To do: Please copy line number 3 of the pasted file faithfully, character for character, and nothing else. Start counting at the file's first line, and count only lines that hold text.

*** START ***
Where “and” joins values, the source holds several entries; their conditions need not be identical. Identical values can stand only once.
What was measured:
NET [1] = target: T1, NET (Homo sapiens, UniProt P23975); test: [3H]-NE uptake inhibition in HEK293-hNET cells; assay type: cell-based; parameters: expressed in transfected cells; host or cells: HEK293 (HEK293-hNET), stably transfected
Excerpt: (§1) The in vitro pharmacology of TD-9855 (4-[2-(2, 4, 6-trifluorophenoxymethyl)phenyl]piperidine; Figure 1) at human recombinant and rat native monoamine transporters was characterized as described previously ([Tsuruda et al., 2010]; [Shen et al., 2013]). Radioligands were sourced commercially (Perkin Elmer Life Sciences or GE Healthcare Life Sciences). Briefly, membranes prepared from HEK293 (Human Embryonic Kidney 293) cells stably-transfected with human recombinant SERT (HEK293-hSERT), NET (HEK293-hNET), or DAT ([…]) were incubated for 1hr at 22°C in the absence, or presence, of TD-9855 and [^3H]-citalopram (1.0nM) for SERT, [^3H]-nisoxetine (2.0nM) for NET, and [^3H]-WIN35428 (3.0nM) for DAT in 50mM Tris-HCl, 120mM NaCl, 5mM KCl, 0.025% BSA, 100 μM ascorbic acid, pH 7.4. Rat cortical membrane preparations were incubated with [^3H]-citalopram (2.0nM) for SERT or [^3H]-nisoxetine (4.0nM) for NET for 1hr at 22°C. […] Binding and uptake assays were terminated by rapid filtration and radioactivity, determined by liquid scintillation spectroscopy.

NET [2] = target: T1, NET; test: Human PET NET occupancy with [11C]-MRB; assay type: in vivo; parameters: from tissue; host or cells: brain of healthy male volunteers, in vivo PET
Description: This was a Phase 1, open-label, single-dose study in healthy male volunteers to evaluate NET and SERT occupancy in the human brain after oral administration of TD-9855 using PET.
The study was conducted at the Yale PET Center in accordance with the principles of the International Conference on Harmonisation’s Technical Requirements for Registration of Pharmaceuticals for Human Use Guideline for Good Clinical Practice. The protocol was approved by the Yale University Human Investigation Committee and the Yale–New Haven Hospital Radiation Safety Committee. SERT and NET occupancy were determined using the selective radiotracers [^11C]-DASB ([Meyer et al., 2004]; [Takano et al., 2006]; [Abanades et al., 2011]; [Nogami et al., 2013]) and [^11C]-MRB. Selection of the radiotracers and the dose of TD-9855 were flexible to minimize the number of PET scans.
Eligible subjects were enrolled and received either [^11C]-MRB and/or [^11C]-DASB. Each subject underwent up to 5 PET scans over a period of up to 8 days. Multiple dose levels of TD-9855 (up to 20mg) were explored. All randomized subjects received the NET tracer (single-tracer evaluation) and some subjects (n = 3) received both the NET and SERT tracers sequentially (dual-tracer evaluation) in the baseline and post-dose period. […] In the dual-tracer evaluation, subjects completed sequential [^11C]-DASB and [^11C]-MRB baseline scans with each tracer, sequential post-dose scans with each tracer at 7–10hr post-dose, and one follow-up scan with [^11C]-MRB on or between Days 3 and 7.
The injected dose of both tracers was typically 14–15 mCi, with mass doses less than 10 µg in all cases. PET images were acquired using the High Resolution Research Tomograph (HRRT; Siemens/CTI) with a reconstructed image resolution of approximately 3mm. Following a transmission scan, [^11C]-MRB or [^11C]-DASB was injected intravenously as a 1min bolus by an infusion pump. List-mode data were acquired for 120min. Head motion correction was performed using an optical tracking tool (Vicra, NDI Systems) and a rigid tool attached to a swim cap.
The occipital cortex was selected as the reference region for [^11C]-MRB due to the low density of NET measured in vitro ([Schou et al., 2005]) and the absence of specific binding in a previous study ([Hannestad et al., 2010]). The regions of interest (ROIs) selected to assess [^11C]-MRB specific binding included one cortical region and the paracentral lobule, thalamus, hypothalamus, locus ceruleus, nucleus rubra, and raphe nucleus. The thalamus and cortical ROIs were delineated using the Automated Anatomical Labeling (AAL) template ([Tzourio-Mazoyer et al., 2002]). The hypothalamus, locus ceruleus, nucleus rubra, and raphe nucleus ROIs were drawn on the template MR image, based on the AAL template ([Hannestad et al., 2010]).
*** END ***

NET [1] = target: T1, NET (Homo sapiens, UniProt P23975); test: [3H]-NE uptake inhibition in HEK293-hNET cells; assay type: cell-based; parameters: expressed in transfected cells; host or cells: HEK293 (HEK293-hNET), stably transfected